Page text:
Golf like church on Sundays. Puttering around the house, shuffling feet, and waiting for the TV to reel me in. Terrycloth bathrobe and slippers. Tissues stuffed in the front pockets. Hungover with a cold. Head like a balloon, hanging hesitantly but ultimately giving in to its insane weight. Regular black coffee sits undisturbed in the kitchen. Still hot. The smell is familiar, yet nauseating. There is a glance at a photo that hangs on the wall of a happy family. He cannot make eye contact. Sniffling, he resolves to continue that trek onwards to the kitchen and force himself to drink the stuff is father always told him would be one of the first steps in curing a hangover. His stomach rejects the notion, but he pours a cup anyway. It takes an insurmountable amount of strength. Defeated and with a moan, he abruptly puts the pot back, the coffee cup filled only a third of the way. The noise he makes as he lets go of the coffee pot back on the heated element is deafening and he almost gags on the spot at its intensity. But yet, in these miserable, pathetic moments, no thoughts ring out of “never again”. No self-criticizing remarks on stupidity or idiocy. He hears footsteps on the stairs and tenses up with fear for two reasons: First, he has no idea who it is coming down and begins scanning his brain for possibilities. Two: Simultaneously as this is happening, he is dreading them to reach the bottom step, for now he’ll have to assume a somewhat cordial sociality, even if he says nothing at all, which he just might end up resigning to, being that he cannot recall who it is what is making their way down. The footsteps are light, but still make the floorboards creak. A woman. He thinks to himself. But then – Did I come home with someone last night? Again, scanning his brain and recalling the nights with such speed that it hurts to just stand still. Parking the car in front of the bar. Drinks all night. Laughing. The baseball game. More shots poured. Food consumed. And as he continues this personal play-by-play, he realizes his memory stops at about the 5th shot of Jagermeister and then it resumes again with a pounding headache, waking up in darkness in a light, damp sweat. Was there someone in the bed when he woke up? He could not recall, and perhaps took this woman’s still shape for a pillow, or sheets bunched together. The bottom step is reached. And the footsteps come closer. It is a woman. And not just any woman. But as –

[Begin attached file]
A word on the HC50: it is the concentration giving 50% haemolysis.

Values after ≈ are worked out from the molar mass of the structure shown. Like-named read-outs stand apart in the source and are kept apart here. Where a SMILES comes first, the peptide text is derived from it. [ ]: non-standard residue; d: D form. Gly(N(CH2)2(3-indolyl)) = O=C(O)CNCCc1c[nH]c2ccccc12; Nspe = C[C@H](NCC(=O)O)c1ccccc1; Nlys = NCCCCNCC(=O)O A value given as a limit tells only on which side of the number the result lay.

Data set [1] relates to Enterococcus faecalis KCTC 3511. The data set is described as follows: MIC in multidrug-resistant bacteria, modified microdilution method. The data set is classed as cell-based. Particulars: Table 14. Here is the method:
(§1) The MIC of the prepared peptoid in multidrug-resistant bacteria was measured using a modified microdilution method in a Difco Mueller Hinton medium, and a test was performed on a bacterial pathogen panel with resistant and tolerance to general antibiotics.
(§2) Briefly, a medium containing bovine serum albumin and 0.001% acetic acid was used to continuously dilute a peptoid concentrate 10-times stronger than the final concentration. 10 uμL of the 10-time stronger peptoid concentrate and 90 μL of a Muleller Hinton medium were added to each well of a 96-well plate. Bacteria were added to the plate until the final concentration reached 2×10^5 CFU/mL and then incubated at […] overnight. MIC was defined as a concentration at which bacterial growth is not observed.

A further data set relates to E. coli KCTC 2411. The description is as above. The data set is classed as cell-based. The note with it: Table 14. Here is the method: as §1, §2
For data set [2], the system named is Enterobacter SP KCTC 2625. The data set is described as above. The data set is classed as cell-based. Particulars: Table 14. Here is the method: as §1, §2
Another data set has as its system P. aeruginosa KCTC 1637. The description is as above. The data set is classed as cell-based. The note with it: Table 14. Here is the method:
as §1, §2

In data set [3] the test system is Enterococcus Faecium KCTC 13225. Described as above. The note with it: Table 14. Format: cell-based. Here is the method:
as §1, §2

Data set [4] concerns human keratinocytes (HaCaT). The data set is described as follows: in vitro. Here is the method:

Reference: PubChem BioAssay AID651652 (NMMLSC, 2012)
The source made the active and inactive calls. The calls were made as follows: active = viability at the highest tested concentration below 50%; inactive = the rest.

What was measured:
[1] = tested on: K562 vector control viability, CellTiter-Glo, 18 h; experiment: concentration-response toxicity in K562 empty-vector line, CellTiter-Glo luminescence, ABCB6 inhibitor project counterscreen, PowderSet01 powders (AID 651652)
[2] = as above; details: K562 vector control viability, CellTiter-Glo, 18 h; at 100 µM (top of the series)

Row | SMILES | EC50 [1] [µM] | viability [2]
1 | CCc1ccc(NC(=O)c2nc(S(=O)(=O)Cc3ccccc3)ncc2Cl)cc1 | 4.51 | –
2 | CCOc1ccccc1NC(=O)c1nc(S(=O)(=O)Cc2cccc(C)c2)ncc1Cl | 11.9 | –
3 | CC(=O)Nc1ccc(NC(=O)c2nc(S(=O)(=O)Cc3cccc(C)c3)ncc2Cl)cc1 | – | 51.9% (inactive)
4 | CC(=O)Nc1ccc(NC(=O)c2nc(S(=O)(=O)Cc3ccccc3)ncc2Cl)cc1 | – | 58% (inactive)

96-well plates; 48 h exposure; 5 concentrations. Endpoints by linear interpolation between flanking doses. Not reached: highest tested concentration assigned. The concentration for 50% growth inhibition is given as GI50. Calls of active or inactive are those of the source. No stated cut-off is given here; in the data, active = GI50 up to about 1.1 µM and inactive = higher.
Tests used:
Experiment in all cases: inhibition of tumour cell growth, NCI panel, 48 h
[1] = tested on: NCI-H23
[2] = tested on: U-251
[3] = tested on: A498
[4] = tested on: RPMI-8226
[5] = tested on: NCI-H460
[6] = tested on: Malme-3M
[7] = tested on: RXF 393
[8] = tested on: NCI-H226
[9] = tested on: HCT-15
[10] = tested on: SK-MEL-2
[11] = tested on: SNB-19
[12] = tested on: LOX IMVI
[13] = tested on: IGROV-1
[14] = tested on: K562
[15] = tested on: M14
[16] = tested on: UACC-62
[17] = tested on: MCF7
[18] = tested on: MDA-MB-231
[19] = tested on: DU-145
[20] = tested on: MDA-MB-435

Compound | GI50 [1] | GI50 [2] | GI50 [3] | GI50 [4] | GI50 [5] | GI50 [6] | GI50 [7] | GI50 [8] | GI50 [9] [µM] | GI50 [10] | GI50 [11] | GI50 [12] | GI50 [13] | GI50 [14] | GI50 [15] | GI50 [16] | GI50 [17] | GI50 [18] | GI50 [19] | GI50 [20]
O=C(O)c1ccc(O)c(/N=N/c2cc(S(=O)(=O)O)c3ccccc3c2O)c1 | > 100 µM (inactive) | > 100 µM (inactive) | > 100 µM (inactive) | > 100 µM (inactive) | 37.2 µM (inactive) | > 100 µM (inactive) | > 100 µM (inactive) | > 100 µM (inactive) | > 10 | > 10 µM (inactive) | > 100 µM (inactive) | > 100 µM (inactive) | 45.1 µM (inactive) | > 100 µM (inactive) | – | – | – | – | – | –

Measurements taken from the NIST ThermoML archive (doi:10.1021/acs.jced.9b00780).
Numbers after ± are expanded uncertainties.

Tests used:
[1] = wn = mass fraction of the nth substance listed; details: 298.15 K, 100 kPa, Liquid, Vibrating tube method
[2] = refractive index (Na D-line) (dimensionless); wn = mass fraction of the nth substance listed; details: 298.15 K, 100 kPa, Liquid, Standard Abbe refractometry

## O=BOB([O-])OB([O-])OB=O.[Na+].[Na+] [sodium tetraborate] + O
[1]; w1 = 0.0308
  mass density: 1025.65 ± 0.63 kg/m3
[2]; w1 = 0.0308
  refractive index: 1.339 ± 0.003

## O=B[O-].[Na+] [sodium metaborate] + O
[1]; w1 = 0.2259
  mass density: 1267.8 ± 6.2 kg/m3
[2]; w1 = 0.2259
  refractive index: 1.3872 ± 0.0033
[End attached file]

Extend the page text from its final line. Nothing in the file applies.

I am thinking of McDonald’s McGriddle breakfast sandwiches. That is the proof in the pudding of good marketing; To see a word and immediately associate it with a product without even trying. The definition of the word is no longer important as the product, which it describes. I have maybe had a McGriddle once in my lifetime, if that. While Happy Meals were a part of my childhood (and mainstays, for sure), McDonald’s breakfast was not as common. For whatever reason I remember getting breakfast at McDonald’s with my dad, perhaps around six-years-old. I’m not sure if it was his idea, or my young pestering and asking, but we ended up dining in at the Broad Street location. I recall eating subpar pancakes with gooey syrup in one of those disposable dipping cups (similar to the shape of the dipping sauces’ containers). Perhaps there was bacon or sausage, or biscuit. But it’s the pancakes and syrup I remember. They were so bland and doughy and white; No color to these pancakes. And I remember being sorely disappointed. And perhaps that’s why I’ve never gone back for McDonald’s breakfast since. I don’t even go to McDonald’s anymore. Coffee shops like Starbucks and Dunkin’ Donuts are the closest I get to fast food, and even now that’s not even true. McDonald’s and other chains have a fat, salt, sugar formula to make their food more appealing and addictive. And as someone who cares about her health and well-being, McDonald’s just isn’t my brand like it used to be as a child. Sure, I’d allow for a rare indulgence. Why not? But it is never in my list of choices when I’m looking for a meal. Reflecting back on McDonald’s breakfast, the options I recall were so tasteless it’s a travesty that the items have so many calories. But the calling card of a good burger, that formula of sesame seed bun with ketchup, mustard, mayo, and pickles? Classic. I crave that concoction every time I have a burger. I remember the heavenly smell of grease and salt and fries when the bags would enter the car from the drive-thru window, going to Nonna’s house to eat it. Feeling giddy and impatient, and then disappointed and depressed when it was all gone. I remember how psyched I would get about the toys in the Happy Meal. Always wanting more fries than I was given. These were special times that I do hold dear as a child. Burger King and Wendy’s just didn’t hold as much promise at the end of the day.